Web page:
Present Continuous

The Present continuous tense (also known as present progressive) is used to talk about actions that are happening right now, at the present moment. It can also be used to describe actions that are planned for the near future.

The present continuous tense is formed using a combination of three main elements.

  1. Subject (noun or pronoun): This is the person or thing performing the action.
  2. Present tense of to be (am, is, are): This verb changes depending on the subject.
  3. Present participle (verb + ing): This is the main action verb of the sentence. Add ing to the base form of the main verb to form the present participle.
Positive form: Subject + to be + present participle.

  • I am playing.
  • You are playing.
  • He is playing.
  • She is playing.
  • It is playing.
  • We are playing.
  • You are playing.
  • They are playing.
We form the negative of present continuous by simply adding the word not after the verb to be.

Negative form: Subject + to be + notpresent participle.

  • I am not playing.
  • You are not playing.
  • He is not playing.
  • She is not playing.
  • It is not playing.
  • We are not playing.
  • You are not playing.
  • They are not playing.
We form question sentences in this tense by reversing the verb to be and the subject.

Question form: To be + subjectpresent participle?

  • Am I playing?
  • Are you playing?
  • Is he playing?
  • Is she playing?
  • Is it playing?
  • Are we playing?
  • Are you playing?
  • Are they playing?
Present Continuous / Present Progressive
We can also use the present continuous with the question words who, what, where, when, why, and how.

  • What are you doing?
  • Where is she going?
  • Who is talking?
We use the present continuous to talk about:

1. actions happening at the time of speaking.

  • Where's John? He is playing basketball in the park.
  • Why are you sitting at my desk? Are you looking for something?
  • Sorry, I'm busy at the moment. I'm writing an essay.
2. actions happening around now, but not at the exact time of speaking.

  • He is teaching German and learning French.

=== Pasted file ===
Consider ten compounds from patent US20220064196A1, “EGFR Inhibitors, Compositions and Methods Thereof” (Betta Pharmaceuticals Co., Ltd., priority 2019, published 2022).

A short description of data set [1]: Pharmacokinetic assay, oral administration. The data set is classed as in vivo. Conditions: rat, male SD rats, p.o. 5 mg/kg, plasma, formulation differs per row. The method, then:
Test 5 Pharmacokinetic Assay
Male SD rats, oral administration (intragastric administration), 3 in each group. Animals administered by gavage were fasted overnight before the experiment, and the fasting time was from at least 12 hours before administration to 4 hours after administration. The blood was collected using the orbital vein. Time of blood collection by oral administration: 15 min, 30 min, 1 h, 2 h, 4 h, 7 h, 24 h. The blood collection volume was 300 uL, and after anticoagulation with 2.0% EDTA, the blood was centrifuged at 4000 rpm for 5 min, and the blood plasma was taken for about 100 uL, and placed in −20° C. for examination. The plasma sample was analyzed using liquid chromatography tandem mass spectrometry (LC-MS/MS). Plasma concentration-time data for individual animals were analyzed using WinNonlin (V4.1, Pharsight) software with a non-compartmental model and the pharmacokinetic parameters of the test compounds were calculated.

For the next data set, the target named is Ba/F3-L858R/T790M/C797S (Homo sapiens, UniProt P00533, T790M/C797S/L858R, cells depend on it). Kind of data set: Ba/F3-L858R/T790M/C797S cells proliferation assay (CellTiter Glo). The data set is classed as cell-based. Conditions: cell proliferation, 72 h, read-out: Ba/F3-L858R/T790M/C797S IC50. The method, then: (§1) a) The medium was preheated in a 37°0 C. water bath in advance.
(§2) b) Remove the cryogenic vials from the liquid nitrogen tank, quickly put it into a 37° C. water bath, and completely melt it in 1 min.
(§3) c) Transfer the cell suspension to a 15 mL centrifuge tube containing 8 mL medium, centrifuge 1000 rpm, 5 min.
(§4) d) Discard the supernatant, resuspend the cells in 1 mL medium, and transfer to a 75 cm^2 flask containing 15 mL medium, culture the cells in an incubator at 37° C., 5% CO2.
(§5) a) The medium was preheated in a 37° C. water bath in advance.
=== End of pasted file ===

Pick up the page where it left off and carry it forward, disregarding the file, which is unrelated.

• They are building their own house near the beach.
  • They are staying in the same hotel.
3. future plans and arrangements, especially when they are already confirmed or decided.

  • We are having a party on Saturday.
  • He is starting his new job next month.
  • They are traveling to Italy in June.
4. changing situations, especially with these verbs: become, get, grow, change, increase, rise, or fall.

  • My English is getting better.
  • The children are growing up quickly.
  • The company is improving its service.
Verbs NOT usually used in Present Continuous
We cannot use stative verbs with the present continuous (or any other continuous tenses). For stative verbs, use present simple.

  • I understand you. (NOT I am understanding you.)
  • This soup tastes delicious. (NOT This soup is tasting delicious.)
  • Do you want some tea? (NOT Are you wanting some tea?)
Present Continuous
Time expressions
We can use the present continuous with now, right now, at the moment, today, this week, this month, and this year.

  • She is studying for her exam now.
  • We are cleaning the house at the moment.
  • They are visiting the museum today.
The difference from the Present Simple
The present continuous tense is different from the present simple tense, both in structure and use. The present continuous describes actions happening right now or around the present moment. The present simple typically describes facts, general truths, routines, habits, or permanent situations.

  • Present simple: She speaks English fluently.
  • Present continuous: She is speaking with the manager now.